Employers could face up to 20 years behind bars and $10 million in fines if they are found responsible for a workplace death under new state laws which come into effect on Thursday.
Under the new Work Health and Safety Act, first passed through the upper house in 2020, industrial manslaughter will now be recognised in court and will carry a maximum penalty of 20 years imprisonment, a $5 million fine for an individual, and a $10 million fine for a corporate body.
Psychosocial hazards will also be recognised under the new act, the first time in 38 years Western Australia’s workplace safety laws have been updated.
Insurance will no longer cover penalties, ensuring businesses and management are held accountable for their actions and are responsible for financial penalties.
Unions and advocates campaigned heavily for the change, hopeful increased penalties would result in fewer preventable workplace accidents and deaths.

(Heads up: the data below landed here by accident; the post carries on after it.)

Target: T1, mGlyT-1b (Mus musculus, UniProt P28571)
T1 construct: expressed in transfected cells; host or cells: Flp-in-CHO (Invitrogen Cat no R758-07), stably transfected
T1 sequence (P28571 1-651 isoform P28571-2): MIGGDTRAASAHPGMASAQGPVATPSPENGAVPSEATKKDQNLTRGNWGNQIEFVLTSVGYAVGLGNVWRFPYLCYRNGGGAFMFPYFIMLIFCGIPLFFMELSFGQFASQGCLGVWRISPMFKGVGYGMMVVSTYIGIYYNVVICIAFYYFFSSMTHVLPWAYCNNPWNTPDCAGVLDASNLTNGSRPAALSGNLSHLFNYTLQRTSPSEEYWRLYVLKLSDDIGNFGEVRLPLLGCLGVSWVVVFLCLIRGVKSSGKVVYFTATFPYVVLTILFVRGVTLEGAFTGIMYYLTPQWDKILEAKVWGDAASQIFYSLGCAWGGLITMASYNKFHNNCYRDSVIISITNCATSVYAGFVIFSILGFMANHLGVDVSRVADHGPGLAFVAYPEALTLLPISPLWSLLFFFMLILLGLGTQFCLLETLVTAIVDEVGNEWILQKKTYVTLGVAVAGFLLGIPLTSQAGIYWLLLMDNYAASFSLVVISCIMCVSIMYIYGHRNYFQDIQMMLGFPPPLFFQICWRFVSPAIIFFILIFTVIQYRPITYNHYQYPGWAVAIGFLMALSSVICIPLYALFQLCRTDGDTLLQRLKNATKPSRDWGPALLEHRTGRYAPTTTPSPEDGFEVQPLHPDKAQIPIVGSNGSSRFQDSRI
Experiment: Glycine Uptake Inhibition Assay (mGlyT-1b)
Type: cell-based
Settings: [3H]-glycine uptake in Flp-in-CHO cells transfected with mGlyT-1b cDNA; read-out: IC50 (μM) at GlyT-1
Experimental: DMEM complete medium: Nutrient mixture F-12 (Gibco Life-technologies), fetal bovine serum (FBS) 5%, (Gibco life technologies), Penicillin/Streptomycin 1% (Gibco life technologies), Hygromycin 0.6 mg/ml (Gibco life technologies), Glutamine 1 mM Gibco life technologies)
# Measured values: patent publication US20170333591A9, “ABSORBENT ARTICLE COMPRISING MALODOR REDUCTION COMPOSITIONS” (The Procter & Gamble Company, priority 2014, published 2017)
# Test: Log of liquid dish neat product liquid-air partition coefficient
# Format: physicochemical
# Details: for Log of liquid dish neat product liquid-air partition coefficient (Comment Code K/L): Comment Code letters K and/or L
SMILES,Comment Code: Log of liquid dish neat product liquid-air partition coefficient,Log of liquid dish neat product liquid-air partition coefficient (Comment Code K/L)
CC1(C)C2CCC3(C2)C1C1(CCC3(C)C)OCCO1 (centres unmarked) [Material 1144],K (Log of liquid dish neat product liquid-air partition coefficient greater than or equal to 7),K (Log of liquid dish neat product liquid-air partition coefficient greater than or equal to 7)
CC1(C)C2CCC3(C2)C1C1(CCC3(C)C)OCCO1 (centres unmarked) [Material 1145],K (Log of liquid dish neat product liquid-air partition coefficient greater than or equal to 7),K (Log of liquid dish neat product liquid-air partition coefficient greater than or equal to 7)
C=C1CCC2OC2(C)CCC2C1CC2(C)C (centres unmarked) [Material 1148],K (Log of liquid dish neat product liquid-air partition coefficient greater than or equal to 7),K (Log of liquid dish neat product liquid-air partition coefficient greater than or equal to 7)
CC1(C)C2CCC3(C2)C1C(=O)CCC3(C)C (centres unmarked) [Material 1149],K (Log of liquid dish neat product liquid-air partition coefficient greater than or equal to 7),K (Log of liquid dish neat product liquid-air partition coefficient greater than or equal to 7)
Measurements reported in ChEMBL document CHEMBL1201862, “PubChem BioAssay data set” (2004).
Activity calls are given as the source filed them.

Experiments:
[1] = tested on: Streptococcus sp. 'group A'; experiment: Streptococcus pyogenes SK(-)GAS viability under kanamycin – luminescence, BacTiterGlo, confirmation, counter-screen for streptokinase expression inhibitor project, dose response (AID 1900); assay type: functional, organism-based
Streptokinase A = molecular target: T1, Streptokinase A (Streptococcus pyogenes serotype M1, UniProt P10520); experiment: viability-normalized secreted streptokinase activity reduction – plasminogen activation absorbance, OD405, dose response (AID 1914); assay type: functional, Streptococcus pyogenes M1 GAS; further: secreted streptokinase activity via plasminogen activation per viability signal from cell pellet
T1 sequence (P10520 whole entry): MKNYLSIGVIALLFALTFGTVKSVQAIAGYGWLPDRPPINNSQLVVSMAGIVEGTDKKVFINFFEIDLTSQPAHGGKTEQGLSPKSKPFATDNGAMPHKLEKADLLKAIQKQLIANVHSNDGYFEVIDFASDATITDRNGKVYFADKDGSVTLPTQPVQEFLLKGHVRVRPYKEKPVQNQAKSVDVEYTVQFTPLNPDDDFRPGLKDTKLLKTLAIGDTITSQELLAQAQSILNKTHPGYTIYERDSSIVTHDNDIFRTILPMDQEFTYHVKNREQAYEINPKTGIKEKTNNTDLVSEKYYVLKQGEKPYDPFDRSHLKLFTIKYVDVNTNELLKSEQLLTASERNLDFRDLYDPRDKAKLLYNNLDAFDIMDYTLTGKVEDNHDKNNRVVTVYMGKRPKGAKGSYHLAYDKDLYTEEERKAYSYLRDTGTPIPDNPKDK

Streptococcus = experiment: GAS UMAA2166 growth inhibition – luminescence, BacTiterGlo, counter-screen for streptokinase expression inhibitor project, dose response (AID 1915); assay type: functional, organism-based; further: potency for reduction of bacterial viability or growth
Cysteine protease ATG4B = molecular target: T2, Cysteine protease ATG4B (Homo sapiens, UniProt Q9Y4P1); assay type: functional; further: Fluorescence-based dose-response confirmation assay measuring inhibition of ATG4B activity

Industrial Relations Minister Bill Johnston said it was a “historic day” and the new laws reflected the social obligations and responsibilities expected from companies and their senior management.
“We’re the first state or territory to amalgamate the safety regulation of effectively all work sites across the state,” he said.
“So that’s general workplaces, mining workplaces, and oil and gas workplaces, that will be covered by the same set of obligations.”
Mr Johnston credited the work done by families left behind for the new laws.
Source: WA Today